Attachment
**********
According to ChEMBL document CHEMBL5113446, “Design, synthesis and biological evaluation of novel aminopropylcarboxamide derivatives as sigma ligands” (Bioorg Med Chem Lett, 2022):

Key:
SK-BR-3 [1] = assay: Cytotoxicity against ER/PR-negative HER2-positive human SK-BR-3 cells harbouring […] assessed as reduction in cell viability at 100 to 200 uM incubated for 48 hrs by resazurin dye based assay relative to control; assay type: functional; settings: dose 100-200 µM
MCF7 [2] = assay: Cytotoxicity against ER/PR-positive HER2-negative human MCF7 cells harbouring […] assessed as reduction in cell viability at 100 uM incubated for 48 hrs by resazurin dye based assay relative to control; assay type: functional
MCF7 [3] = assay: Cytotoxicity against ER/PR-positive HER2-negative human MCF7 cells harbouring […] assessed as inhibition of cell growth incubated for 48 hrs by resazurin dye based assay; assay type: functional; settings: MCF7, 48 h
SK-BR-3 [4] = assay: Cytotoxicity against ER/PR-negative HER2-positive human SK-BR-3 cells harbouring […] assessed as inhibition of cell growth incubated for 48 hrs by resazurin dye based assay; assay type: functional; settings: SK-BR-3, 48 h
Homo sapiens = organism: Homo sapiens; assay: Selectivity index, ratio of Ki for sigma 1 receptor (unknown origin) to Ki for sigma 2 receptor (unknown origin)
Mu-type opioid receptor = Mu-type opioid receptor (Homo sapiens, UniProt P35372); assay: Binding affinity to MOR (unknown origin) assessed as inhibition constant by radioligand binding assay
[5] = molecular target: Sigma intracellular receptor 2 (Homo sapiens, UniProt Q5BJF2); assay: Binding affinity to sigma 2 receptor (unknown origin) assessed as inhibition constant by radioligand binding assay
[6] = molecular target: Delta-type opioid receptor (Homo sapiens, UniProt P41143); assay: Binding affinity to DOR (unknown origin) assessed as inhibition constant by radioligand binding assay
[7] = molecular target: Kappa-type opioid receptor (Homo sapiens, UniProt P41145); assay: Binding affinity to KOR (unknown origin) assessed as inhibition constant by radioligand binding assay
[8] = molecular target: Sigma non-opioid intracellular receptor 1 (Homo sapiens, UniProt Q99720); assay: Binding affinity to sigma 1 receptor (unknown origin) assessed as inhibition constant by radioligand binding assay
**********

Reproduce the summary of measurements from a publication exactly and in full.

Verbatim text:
According to ChEMBL document CHEMBL5113446, “Design, synthesis and biological evaluation of novel aminopropylcarboxamide derivatives as sigma ligands” (Bioorg Med Chem Lett, 2022):

Key:
SK-BR-3 [1] = assay: Cytotoxicity against ER/PR-negative HER2-positive human SK-BR-3 cells harbouring […] assessed as reduction in cell viability at 100 to 200 uM incubated for 48 hrs by resazurin dye based assay relative to control; assay type: functional; settings: dose 100-200 µM
MCF7 [2] = assay: Cytotoxicity against ER/PR-positive HER2-negative human MCF7 cells harbouring […] assessed as reduction in cell viability at 100 uM incubated for 48 hrs by resazurin dye based assay relative to control; assay type: functional
MCF7 [3] = assay: Cytotoxicity against ER/PR-positive HER2-negative human MCF7 cells harbouring […] assessed as inhibition of cell growth incubated for 48 hrs by resazurin dye based assay; assay type: functional; settings: MCF7, 48 h
SK-BR-3 [4] = assay: Cytotoxicity against ER/PR-negative HER2-positive human SK-BR-3 cells harbouring […] assessed as inhibition of cell growth incubated for 48 hrs by resazurin dye based assay; assay type: functional; settings: SK-BR-3, 48 h
Homo sapiens = organism: Homo sapiens; assay: Selectivity index, ratio of Ki for sigma 1 receptor (unknown origin) to Ki for sigma 2 receptor (unknown origin)
Mu-type opioid receptor = Mu-type opioid receptor (Homo sapiens, UniProt P35372); assay: Binding affinity to MOR (unknown origin) assessed as inhibition constant by radioligand binding assay
[5] = molecular target: Sigma intracellular receptor 2 (Homo sapiens, UniProt Q5BJF2); assay: Binding affinity to sigma 2 receptor (unknown origin) assessed as inhibition constant by radioligand binding assay
[6] = molecular target: Delta-type opioid receptor (Homo sapiens, UniProt P41143); assay: Binding affinity to DOR (unknown origin) assessed as inhibition constant by radioligand binding assay
[7] = molecular target: Kappa-type opioid receptor (Homo sapiens, UniProt P41145); assay: Binding affinity to KOR (unknown origin) assessed as inhibition constant by radioligand binding assay
[8] = molecular target: Sigma non-opioid intracellular receptor 1 (Homo sapiens, UniProt Q99720); assay: Binding affinity to sigma 1 receptor (unknown origin) assessed as inhibition constant by radioligand binding assay